MRR 0.00 (0.70 L) 0.00 (0.88 L) 0.00 (0.86 L) 0.00 (0.98 L) 0.00 (0.74 L) 0.00 (0.93 L) 0.00 (0.98 L) 0.00 (0.99 L)
P5 P6 P7 P8
recall@1 0.00 (0.74 L) 0.00 (0.87 L) 0.00 (0.73 L) 0.00 (0.50 L) 0.00 (1.0 L) 0.00 (1.0 L) 0.00 (0.70 L) 0.00 (0.98 L)
recall@5 0.00 (0.68 L) 0.00 (0.77 L) 0.00 (0.90 L) 0.00 (0.89 L) 0.00 (1.0 L) 0.00 (1.0 L) 0.00 (0.69 L) 0.00 (0.97 L)
recall@10 0.00 (0.74 L) 0.00 (0.88 L) 0.00 (0.71 L) 0.00 (0.85 L) 0.00 (0.98 L) 0.00 (0.99 L) 0.00 (0.72 L) 0.00 (0.98 L)
MAP 0.00 (0.91 L) 0.00 (0.93 L) 0.00 (0.72 L) 0.00 (0.80 L) 0.00 (0.96 L) 0.00 (0.97 L) 0.00 (0.62 L) 0.00 (0.74 L)
MRR 0.00 (0.87 L) 0.00 (0.89 L) 0.00 (0.70 L) 0.00 (0.84 L) 0.00 (1.0 L) 0.00 (0.99 L) 0.00 (0.70 L) 0.00 (0.98 L)
P9 P10 P11 P12
recall@1 0.00 (0.81 L) 0.00 (0.99 L) 0.00 (0.85 L) 0.00 (0.99 L) 0.00 (0.79 L) 0.00 (0.83 L) 0.00 (0.84 L) 0.00 (0.98 L)
recall@5 0.00 (0.88 L) 0.00 (1.0 L) 0.00 (0.96 L) 0.00 (0.98 L) 0.00 (0.76 L) 0.00 (0.92 L) 0.00 (0.83 L) 0.00 (0.96 L)
recall@10 0.00 (0.77 L) 0.00 (0.99 L) 0.00 (0.60 L) 0.00 (0.70 L) 0.00 (0.73 L) 0.00 (0.94 L) 0.00 (0.77 L) 0.00 (0.95 L)
MAP 0.00 (0.81 L) 0.00 (0.99 L) 0.00 (0.61 L) 0.00 (0.95 L) 0.00 (0.79 L) 0.00 (0.69 L) 0.00 (0.85 L) 0.00 (0.98 L)
MRR 0.00 (0.76 L) 0.00 (1.0 L) 0.00 (0.83 L) 0.00 (0.99 L) 0.00 (0.83 L) 0.00 (0.90 L) 0.00 (0.78 L) 0.00 (0.97 L)

Note that: The figures X (Y Z) respectively denotes p-value, Cliffs delta, and interpretation of Cliffs delta (i.e., Large (L), Medium (M), Small (S), and Negligible (N))

Table 10: Results of Mann-Whitney U Test between SETU and onlyText, onlyImage (RQ2)

Among the three baselines, the IR-EM and NextBug employ the product field or component field to help detect duplicate reports. We use a different field test task id in this experiment. The reason is that the crowdtesting reports do not have the field product or component, and test task id is the most similar field. Moreover, we also experiment with four other fields, i.e., phone type, operation system, ROM information, and network environment (as shown in Table 1) and the performance is even worse.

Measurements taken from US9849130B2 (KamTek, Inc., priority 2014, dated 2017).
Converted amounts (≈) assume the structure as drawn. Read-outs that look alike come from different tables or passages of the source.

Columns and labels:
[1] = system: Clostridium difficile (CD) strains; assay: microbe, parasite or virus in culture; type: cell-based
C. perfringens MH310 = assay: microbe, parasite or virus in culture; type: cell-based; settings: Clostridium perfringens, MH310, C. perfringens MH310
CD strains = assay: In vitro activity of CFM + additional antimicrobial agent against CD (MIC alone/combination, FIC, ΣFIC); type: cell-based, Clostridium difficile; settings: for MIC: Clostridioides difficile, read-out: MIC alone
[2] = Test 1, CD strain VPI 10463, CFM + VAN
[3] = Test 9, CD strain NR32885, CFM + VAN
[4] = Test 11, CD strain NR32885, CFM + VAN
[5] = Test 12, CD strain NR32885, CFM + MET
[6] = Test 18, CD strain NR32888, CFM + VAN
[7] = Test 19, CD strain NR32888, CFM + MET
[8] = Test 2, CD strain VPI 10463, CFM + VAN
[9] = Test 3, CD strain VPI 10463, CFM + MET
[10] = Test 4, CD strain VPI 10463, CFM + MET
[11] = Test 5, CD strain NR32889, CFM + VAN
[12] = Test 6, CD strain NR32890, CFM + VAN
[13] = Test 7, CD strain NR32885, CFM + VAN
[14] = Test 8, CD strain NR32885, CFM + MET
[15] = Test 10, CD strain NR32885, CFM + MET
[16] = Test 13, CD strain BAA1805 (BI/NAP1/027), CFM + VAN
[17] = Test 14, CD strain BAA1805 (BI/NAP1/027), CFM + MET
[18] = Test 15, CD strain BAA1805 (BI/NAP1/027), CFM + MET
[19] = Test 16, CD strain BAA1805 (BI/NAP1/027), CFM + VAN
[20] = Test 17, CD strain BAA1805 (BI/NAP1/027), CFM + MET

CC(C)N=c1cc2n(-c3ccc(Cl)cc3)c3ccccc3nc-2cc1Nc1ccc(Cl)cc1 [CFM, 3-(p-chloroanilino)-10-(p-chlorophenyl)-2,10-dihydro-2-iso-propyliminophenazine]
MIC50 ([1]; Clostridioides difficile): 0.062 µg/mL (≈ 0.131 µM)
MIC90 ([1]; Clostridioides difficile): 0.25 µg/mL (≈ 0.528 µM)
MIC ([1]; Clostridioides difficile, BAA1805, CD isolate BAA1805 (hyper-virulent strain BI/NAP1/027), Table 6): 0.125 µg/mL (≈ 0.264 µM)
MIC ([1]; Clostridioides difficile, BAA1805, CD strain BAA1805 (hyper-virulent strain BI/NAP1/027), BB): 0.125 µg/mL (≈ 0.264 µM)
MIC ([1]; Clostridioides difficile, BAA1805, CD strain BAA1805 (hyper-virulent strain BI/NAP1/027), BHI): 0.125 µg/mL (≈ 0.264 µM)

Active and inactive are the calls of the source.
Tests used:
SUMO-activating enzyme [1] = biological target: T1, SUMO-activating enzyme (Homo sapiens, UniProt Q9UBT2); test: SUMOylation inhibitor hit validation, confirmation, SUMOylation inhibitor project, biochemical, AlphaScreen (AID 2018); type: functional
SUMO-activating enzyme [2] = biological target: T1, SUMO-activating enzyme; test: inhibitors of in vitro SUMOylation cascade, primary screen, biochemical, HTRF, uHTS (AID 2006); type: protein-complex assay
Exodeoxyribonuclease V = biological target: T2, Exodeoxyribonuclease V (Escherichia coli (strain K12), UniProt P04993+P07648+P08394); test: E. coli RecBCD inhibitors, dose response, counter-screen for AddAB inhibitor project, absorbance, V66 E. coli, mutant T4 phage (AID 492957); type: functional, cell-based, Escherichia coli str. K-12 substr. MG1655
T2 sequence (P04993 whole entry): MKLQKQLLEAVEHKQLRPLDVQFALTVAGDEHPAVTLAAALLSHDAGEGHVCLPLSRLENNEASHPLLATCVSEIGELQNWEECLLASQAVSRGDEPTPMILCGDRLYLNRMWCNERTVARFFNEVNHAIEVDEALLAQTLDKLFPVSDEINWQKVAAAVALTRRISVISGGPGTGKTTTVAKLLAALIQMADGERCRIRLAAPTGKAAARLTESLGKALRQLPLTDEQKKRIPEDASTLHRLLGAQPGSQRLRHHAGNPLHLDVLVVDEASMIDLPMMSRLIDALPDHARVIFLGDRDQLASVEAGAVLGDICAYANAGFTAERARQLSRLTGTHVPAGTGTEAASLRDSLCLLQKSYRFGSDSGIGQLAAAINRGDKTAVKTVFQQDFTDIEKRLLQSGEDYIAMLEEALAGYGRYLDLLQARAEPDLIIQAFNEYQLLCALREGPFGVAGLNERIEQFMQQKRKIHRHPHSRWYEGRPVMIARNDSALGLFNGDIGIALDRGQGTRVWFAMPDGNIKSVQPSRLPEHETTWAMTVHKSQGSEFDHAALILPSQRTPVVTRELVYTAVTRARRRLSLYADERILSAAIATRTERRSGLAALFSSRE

The performance of NextBug is almost the worst. This might because the reports from different test tasks are already distinguishable in their textual descriptions. Therefore, the utilization of the test task id field could not provide extra information in detecting duplicate reports. The low performance of IR-EM in our crowdtesting reports dataset might due to the similar reason. As the test task id almost could not contribute to duplicate detection, the baseline IR-EM degenerates to, to some extent, the approach of only using textual descriptions (i.e., the TF-IDF and word embedding features, see results in Section 7.2).

The DBTM utilizes term-based and topic-based features for duplicate detection. The low performance of this baseline might because, unlike the large-scale open source projects, the reports of one crowdtesting project only have very few topics. The optimal topic number is about 100 to 300 for Eclipse, OpenOffice, and Mozilla Nguyen et al. (????). However, the optimal topic number for our experimental projects is about 5 to 10. The tiny number of topics cannot effectively help distinguish duplicate reports.

[boxrule=0.5pt, colback=white, arc=4pt, left=6pt,right=6pt,top=6pt,bottom=6pt,boxsep=0pt] Compared with three state-of-the-art and typical baselines, SETU significantly and substantially achieves a better performance in terms of all the evaluation metrics for all experimental projects. recall@1 is 0.44 to 0.79, recall@5 is 0.66 to 0.92, and MAP is 0.21 to 0.58 across all experimental projects.